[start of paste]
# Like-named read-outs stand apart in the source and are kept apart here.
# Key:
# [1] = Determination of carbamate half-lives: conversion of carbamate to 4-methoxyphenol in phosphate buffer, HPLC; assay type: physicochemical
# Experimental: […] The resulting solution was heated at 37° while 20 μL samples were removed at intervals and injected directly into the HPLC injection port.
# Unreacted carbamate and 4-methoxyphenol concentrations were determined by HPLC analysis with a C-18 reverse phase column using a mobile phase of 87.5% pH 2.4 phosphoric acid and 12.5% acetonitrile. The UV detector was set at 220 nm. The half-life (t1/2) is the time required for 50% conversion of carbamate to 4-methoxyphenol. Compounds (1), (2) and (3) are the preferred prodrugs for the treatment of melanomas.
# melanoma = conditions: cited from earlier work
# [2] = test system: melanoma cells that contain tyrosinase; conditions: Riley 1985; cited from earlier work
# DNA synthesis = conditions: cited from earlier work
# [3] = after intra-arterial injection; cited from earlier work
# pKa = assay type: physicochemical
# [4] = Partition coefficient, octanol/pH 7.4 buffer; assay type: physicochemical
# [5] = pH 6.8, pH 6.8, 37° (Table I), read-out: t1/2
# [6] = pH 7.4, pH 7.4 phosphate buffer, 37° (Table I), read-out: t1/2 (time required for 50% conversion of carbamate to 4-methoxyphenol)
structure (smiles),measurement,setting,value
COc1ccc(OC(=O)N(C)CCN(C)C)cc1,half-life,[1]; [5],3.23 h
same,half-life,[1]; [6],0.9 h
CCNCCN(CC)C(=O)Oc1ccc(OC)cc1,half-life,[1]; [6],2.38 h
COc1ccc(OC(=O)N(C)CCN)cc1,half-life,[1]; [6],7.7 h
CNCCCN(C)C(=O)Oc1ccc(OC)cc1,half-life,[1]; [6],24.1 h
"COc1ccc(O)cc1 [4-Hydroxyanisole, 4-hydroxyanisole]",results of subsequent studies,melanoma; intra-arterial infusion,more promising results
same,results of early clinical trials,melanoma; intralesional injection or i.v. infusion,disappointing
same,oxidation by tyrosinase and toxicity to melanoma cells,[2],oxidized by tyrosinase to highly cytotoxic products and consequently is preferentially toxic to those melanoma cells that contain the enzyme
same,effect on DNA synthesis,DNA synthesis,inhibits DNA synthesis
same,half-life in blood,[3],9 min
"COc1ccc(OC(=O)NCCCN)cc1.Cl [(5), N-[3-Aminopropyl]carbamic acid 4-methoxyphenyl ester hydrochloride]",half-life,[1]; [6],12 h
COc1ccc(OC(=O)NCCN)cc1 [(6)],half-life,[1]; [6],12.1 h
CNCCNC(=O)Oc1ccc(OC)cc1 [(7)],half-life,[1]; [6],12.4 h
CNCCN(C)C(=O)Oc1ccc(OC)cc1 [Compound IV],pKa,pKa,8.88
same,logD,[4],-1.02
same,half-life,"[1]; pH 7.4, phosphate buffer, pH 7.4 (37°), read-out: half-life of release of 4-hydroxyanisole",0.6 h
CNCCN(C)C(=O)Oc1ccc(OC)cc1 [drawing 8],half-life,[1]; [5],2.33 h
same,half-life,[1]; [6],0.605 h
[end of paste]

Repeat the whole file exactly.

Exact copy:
# Like-named read-outs stand apart in the source and are kept apart here.
# Key:
# [1] = Determination of carbamate half-lives: conversion of carbamate to 4-methoxyphenol in phosphate buffer, HPLC; assay type: physicochemical
# Experimental: […] The resulting solution was heated at 37° while 20 μL samples were removed at intervals and injected directly into the HPLC injection port.
# Unreacted carbamate and 4-methoxyphenol concentrations were determined by HPLC analysis with a C-18 reverse phase column using a mobile phase of 87.5% pH 2.4 phosphoric acid and 12.5% acetonitrile. The UV detector was set at 220 nm. The half-life (t1/2) is the time required for 50% conversion of carbamate to 4-methoxyphenol. Compounds (1), (2) and (3) are the preferred prodrugs for the treatment of melanomas.
# melanoma = conditions: cited from earlier work
# [2] = test system: melanoma cells that contain tyrosinase; conditions: Riley 1985; cited from earlier work
# DNA synthesis = conditions: cited from earlier work
# [3] = after intra-arterial injection; cited from earlier work
# pKa = assay type: physicochemical
# [4] = Partition coefficient, octanol/pH 7.4 buffer; assay type: physicochemical
# [5] = pH 6.8, pH 6.8, 37° (Table I), read-out: t1/2
# [6] = pH 7.4, pH 7.4 phosphate buffer, 37° (Table I), read-out: t1/2 (time required for 50% conversion of carbamate to 4-methoxyphenol)
structure (smiles),measurement,setting,value
COc1ccc(OC(=O)N(C)CCN(C)C)cc1,half-life,[1]; [5],3.23 h
same,half-life,[1]; [6],0.9 h
CCNCCN(CC)C(=O)Oc1ccc(OC)cc1,half-life,[1]; [6],2.38 h
COc1ccc(OC(=O)N(C)CCN)cc1,half-life,[1]; [6],7.7 h
CNCCCN(C)C(=O)Oc1ccc(OC)cc1,half-life,[1]; [6],24.1 h
"COc1ccc(O)cc1 [4-Hydroxyanisole, 4-hydroxyanisole]",results of subsequent studies,melanoma; intra-arterial infusion,more promising results
same,results of early clinical trials,melanoma; intralesional injection or i.v. infusion,disappointing
same,oxidation by tyrosinase and toxicity to melanoma cells,[2],oxidized by tyrosinase to highly cytotoxic products and consequently is preferentially toxic to those melanoma cells that contain the enzyme
same,effect on DNA synthesis,DNA synthesis,inhibits DNA synthesis
same,half-life in blood,[3],9 min
"COc1ccc(OC(=O)NCCCN)cc1.Cl [(5), N-[3-Aminopropyl]carbamic acid 4-methoxyphenyl ester hydrochloride]",half-life,[1]; [6],12 h
COc1ccc(OC(=O)NCCN)cc1 [(6)],half-life,[1]; [6],12.1 h
CNCCNC(=O)Oc1ccc(OC)cc1 [(7)],half-life,[1]; [6],12.4 h
CNCCN(C)C(=O)Oc1ccc(OC)cc1 [Compound IV],pKa,pKa,8.88
same,logD,[4],-1.02
same,half-life,"[1]; pH 7.4, phosphate buffer, pH 7.4 (37°), read-out: half-life of release of 4-hydroxyanisole",0.6 h
CNCCN(C)C(=O)Oc1ccc(OC)cc1 [drawing 8],half-life,[1]; [5],2.33 h
same,half-life,[1]; [6],0.605 h